Dichotomies of chronic and episodic rural-urban poverty : a South African context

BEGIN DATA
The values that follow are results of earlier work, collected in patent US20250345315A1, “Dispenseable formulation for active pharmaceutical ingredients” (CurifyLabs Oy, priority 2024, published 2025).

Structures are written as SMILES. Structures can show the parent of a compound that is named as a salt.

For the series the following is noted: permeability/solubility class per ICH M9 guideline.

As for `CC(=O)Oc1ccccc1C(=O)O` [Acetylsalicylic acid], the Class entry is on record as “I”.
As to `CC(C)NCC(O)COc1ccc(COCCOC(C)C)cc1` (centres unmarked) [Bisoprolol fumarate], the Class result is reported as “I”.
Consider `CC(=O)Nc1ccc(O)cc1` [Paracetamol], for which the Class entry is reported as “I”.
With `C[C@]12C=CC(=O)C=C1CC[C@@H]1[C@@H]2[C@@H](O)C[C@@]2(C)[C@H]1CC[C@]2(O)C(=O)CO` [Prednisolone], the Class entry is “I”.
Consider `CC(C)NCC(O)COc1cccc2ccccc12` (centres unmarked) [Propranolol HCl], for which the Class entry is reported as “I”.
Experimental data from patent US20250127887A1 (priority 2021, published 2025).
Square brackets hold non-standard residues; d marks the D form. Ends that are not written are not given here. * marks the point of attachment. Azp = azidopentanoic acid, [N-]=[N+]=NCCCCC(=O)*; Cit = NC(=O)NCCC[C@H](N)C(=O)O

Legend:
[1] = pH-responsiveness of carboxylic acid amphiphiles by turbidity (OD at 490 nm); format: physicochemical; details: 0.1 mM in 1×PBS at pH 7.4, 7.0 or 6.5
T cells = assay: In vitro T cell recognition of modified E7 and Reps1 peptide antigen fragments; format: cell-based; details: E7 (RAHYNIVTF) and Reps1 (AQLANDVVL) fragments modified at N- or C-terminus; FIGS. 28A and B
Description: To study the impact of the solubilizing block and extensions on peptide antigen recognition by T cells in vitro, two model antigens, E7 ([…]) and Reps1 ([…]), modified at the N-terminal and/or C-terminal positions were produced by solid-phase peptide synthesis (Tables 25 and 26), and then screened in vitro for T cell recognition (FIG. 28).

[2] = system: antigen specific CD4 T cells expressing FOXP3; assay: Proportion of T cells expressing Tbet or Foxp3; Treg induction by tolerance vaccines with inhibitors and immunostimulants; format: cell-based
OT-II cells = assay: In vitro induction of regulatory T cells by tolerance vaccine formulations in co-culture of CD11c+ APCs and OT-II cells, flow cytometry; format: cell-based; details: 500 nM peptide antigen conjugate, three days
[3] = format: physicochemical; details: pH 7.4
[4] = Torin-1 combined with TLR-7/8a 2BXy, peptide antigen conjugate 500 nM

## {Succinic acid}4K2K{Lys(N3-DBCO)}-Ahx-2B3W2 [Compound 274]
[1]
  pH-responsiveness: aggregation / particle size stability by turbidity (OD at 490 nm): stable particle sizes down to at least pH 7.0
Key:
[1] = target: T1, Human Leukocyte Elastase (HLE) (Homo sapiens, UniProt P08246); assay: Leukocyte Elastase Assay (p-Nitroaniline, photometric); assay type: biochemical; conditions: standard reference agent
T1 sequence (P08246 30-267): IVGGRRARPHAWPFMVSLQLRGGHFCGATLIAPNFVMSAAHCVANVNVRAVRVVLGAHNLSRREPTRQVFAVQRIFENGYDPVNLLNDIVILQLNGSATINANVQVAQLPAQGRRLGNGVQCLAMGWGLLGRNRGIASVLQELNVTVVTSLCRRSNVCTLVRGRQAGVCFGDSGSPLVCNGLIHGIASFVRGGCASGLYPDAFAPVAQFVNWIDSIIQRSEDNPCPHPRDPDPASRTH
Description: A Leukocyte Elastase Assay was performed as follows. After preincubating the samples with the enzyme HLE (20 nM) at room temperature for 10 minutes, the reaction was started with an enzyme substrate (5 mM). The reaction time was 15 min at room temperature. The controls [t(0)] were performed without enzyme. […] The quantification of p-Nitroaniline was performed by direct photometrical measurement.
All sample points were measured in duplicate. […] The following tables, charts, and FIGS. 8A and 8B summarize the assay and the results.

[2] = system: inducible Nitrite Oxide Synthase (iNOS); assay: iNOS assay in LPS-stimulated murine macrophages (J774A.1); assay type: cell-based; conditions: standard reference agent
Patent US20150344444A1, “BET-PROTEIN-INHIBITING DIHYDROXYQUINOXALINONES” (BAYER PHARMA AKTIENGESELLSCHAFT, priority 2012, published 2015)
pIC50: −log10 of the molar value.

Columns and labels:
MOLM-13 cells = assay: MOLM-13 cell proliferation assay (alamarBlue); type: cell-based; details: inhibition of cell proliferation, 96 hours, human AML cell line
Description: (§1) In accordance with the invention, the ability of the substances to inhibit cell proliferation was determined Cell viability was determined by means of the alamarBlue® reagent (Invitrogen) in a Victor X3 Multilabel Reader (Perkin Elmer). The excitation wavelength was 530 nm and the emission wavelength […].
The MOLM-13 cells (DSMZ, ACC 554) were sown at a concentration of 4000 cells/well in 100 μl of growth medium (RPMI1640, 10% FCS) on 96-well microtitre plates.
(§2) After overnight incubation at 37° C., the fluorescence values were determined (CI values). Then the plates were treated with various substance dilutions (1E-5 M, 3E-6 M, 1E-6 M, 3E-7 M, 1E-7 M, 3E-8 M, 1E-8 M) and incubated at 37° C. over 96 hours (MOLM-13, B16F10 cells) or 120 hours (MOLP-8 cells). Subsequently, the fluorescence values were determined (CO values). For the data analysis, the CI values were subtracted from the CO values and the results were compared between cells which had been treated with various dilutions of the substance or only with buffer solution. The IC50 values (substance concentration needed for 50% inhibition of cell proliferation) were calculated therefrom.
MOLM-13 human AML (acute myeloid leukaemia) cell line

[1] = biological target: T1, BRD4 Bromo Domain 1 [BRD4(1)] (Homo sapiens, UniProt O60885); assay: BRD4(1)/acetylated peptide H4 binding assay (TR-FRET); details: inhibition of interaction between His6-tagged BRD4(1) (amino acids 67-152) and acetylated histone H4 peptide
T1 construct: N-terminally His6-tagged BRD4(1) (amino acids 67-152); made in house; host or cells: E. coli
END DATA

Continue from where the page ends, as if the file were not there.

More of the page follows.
This contribution acknowledges that understanding contexts, dimensions and dynamics of poverty in rural and urban South Africa is preponderant to the design, implementation and appraisal of state and private concerted actions and policies. In the last decade, multidimensional conceptions of poverty have come to the fore, which increasingly view poverty as marked by a series of interlinked intrinsic and instrumental deprivations in chronic and episodic narratives. One major problem that sophisticates rural-urban comparative studies is that there is no universally agreed upon definition of 'urban' or 'rural'. By virtue of their contrasting contexts, rural and urban areas are diametrically divergent in terms of their characteristics. As people in rural areas are characterised by socio-economic homogeneity and thus they enjoy communitarianism, urbanites generally belong to different castes, creeds, religions and cultures, thus they rarely share same social statuses, norms and values. Whilst literature documents increased blurring of urban-rural distinctions in developed countries, the paper identifies multidimensional characterisation of settlement type based on style and density of housing, predominant commercial and agricultural activities, and access to services as variables which still vividly demonstrate the rural-urban dichotomy in South Africa. The contribution finds that notwithstanding its various permutations, poverty continues to be conventionally defined by low incomes and consumption, its alleged rural orientation and equivocal methodologies in measuring its chronic or episodic nature, regardless of the fact that poverty is multi-dimensional and can be non-material.